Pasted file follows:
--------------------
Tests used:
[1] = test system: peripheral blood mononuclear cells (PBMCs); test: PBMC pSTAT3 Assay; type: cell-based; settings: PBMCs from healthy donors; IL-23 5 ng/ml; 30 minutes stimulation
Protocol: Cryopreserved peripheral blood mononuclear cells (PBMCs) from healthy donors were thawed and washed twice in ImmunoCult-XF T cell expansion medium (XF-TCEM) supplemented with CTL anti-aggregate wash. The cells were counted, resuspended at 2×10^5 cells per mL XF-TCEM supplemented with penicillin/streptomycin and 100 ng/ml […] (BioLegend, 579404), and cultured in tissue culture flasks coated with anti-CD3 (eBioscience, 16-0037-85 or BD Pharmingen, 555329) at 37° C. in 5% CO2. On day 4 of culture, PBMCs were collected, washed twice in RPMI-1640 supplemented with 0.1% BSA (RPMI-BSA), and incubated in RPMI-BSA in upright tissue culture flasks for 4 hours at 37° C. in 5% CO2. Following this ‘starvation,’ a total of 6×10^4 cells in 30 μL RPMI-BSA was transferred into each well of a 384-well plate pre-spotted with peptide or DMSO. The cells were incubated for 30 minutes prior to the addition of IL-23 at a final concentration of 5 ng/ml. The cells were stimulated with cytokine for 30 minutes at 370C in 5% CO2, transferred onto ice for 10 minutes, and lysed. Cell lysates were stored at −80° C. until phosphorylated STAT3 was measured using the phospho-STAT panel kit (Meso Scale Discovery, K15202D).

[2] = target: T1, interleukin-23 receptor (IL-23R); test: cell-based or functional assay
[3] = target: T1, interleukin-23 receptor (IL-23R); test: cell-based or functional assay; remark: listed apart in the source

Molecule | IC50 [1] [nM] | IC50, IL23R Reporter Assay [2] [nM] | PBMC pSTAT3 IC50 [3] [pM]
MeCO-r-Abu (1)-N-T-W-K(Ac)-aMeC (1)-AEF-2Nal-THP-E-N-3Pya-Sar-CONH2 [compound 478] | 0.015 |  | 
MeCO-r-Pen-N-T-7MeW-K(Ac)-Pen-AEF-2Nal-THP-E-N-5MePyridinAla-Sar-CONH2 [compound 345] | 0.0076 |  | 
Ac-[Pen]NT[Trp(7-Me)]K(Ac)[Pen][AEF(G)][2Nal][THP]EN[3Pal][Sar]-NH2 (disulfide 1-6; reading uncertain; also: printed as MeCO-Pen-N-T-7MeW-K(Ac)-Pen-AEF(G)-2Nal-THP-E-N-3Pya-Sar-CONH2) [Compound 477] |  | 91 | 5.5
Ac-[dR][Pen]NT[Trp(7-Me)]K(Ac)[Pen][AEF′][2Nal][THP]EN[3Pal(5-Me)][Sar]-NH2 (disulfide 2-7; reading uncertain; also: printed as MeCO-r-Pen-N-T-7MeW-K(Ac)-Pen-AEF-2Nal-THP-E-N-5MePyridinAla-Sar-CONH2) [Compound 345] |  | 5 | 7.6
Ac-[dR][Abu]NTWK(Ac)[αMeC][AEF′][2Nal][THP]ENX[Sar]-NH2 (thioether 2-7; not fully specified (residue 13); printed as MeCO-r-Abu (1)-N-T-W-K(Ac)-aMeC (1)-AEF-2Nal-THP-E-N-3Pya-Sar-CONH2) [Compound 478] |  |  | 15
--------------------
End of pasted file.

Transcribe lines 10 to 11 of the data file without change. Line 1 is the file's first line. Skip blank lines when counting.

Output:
Ac-[dR][Pen]NT[Trp(7-Me)]K(Ac)[Pen][AEF′][2Nal][THP]EN[3Pal(5-Me)][Sar]-NH2 (disulfide 2-7; reading uncertain; also: printed as MeCO-r-Pen-N-T-7MeW-K(Ac)-Pen-AEF-2Nal-THP-E-N-5MePyridinAla-Sar-CONH2) [Compound 345] |  | 5 | 7.6
Ac-[dR][Abu]NTWK(Ac)[αMeC][AEF′][2Nal][THP]ENX[Sar]-NH2 (thioether 2-7; not fully specified (residue 13); printed as MeCO-r-Abu (1)-N-T-W-K(Ac)-aMeC (1)-AEF-2Nal-THP-E-N-3Pya-Sar-CONH2) [Compound 478] |  |  | 15